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    OK, this has just gotten too ridiculous for rational discussion. Too many red herrings and distortions. I could reply to the recent batch, but what's the point. I'd hoped we could have a mature discussion without getting bogged down in race-guilt hysteria, anti-academia ramblings, and epistemological nonsense. Sorry for trying. I was already a target and I should have guessed that this would be a troll magnet.

    The thread is yours.

    Peace,
    Kevin
    Last edited by ksjazzguitar; 02-12-2011 at 03:54 AM.
    1963 Guild AS-500 with a floating Benedetto pickup voiced for bronze strings.
    http://www.kevinsmithguitar.com
    http://www.youtube.com/ksjazzguitar

  34. #133
    Baltar Hornbeek Guest
    Quote Originally Posted by ksjazzguitar View Post
    Sorry for trying.
    It's alright man, just keep practicing. You'll get the hang of it.

  35. #134

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    Have you ever noticed the European influence on the jazz musician's wardrobe?




  36. #135

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    I'm not sure but Dizzy's hat looks more African influenced. I will say that the dental plan is definitely Western.

  37. #136

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    I think the way Louis Armstrong is tilting back is african in origin, those european players rarely assume that posture.

  38. #137

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    Quote Originally Posted by markf View Post
    I think the way Louis Armstrong is tilting back is african in origin
    Looks a bit like an Indian snake-charmer. Perhaps this is the Asian connection.

  39. #138

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    Quote Originally Posted by Jazzaluk View Post
    I'm not sure but Dizzy's hat looks more African influenced.
    Monsieur, the beret is from France, ya can't get more European than that! THIS is Diz in full African mode...


    Last edited by cosmic gumbo; 02-13-2011 at 06:06 PM.

  40. #139

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    Quote Originally Posted by cosmic gumbo View Post
    Monsieur, the beret is from France, ya can't get more European than that! THIS is Diz in full African mode...
    WHAT!!? Both African AND European influence? Can this be true? What a crazy world.

  41. #140

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    Can I come out of the cupboard now mummy ?

  42. #141

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    "The characteristics of this entire area include short iterative phrases, reverting relationships, shouts before, during, and after singing, anhematonic pentatonic scales, simple rhythms and meter and, according to Nettl, antiphonal or responsorial techniques including "rudimentary imitative polyphony". Melodic movement tends to be gradually descending throughout the area and vocals include a moderate amount of tension and pulsation"

    I see a lot in here which is usually credited towards Black Americans introducing via African culture, but this passage speaks of the Native peoples of the Southeastern United States.

  43. #142

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    Stanley Crouch is always stimulating, fearless, and when he is not obsessing about Whitey's place in jazz (and jazz criticism) one of the wisest social critics. Maybe there should be a thread on Crouch?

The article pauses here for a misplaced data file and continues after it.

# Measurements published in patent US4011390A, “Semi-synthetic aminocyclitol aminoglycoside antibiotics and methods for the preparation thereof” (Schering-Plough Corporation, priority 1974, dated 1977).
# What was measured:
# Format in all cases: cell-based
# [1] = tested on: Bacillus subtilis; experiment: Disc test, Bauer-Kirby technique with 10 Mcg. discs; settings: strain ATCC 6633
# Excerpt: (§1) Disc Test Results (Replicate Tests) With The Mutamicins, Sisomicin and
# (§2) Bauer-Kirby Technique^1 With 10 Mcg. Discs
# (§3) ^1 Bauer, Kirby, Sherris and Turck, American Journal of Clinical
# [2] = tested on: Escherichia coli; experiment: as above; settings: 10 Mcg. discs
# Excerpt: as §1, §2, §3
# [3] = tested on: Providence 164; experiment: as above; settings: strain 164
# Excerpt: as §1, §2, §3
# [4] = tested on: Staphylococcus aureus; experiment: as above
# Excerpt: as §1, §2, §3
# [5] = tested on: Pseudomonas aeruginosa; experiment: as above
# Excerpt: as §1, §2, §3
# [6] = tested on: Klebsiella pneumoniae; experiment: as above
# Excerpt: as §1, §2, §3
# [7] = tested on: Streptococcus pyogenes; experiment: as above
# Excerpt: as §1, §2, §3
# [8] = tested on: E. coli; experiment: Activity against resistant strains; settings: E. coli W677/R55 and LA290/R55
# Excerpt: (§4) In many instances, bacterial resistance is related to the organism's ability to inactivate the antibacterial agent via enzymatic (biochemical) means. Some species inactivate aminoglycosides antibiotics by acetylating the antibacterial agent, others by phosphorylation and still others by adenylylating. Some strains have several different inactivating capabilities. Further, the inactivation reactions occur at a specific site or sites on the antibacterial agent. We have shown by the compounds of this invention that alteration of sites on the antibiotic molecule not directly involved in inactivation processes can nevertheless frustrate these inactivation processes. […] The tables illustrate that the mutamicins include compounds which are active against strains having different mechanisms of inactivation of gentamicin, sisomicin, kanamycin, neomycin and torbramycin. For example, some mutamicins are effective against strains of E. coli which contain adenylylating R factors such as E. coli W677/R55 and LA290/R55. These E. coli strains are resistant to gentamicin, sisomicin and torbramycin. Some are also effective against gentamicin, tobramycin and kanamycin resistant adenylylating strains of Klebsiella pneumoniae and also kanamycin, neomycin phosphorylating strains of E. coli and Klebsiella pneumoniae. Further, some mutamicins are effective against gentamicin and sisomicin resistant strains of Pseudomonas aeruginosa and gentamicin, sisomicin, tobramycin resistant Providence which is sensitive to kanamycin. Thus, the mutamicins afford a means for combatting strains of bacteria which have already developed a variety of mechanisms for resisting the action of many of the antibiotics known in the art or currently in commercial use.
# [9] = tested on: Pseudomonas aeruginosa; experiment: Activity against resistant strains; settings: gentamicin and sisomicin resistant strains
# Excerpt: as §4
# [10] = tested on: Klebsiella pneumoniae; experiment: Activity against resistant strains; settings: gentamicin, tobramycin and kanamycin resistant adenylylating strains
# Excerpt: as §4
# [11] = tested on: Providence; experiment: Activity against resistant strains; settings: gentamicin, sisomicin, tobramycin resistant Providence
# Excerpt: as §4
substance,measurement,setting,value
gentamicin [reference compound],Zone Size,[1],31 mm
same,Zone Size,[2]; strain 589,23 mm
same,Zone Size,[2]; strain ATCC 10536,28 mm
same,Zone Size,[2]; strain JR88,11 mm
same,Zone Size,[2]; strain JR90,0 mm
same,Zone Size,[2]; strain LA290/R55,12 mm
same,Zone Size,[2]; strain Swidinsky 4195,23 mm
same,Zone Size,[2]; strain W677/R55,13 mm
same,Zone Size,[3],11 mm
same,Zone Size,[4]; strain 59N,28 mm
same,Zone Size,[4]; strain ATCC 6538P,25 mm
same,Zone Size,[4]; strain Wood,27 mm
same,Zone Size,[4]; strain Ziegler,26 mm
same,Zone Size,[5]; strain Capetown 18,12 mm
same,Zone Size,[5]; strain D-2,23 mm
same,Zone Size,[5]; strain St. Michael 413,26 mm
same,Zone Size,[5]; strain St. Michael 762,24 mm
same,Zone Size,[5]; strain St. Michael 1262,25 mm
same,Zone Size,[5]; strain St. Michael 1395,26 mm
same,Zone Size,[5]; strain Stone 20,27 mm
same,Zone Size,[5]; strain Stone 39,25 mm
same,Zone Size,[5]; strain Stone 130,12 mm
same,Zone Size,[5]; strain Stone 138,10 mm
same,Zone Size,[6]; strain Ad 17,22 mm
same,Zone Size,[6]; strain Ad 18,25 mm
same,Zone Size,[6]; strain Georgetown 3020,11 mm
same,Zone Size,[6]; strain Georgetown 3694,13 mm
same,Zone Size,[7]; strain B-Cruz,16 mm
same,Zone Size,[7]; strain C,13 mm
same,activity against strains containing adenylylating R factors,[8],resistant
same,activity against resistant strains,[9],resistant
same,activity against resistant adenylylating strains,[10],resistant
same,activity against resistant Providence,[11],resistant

Kiefer Wolfowitz

  44. #143

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    I found this forum when Googling for discussions just like this. So far I've only read the first page (1/5th) of the thread but I commit to read the rest when time permits.
    Thanks for starting the discussion Kevin.
    Firstly, it is unfortunate that the issue has not been resolved after a century of jazz; so much history is not documented.
    I suggest that jazz has more than one uncle, more has been documented about the European uncle and far less is known about the African side of the family. I don't see the need to take sides; the need is to recognise all the contributions so the truth can be known and all the cultures that have contributed can be appreciated.

    In case Gerhard Kubik hasn't yet been mentioned; I'm posting to bring him to everyones attention. Kubik does not deny the contribution that European music has made to jazz however he concerns himself with African contribution, I suggest the link below is essential reading (he has also written elsewhere about the roots of the blues).

    The African Matrix in Jazz Harmonic Practices:


    Gerry

  45. #144

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    Hey Kevin have you read Randy Sandke's book on this subject?

  46. #145

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    Quote Originally Posted by eddy b. View Post
    Hey Kevin have you read Randy Sandke's book on this subject?
    I don't believe Kevin has been here for a few years now.
    "Learn the repertoire. It’s all in the songs. If you learn 200 songs, you will have no problem improvising."
    Frank Vignola

  47. #146

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    Quote Originally Posted by eddy b. View Post
    Hey Kevin have you read Randy Sandke's book on this subject?
    Eddy, what is the book called, I cannot find it on amazon.

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    The book is called "where the light and dark folks meet". It was interesting to me to read.In it he tries to dispel some common beliefs and myths of jazz music.Also his "harmony for a new millennium " is helpful for getting a new outlook on harmony(at least new to me)!

  49. #148

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    Quote Originally Posted by anothereye View Post
    Eddy, what is the book called, I cannot find it on amazon.
    Where the Dark and the Light Folks Meet: Race and the Mythology, Politics, and Business of Jazz by Randall Sandke.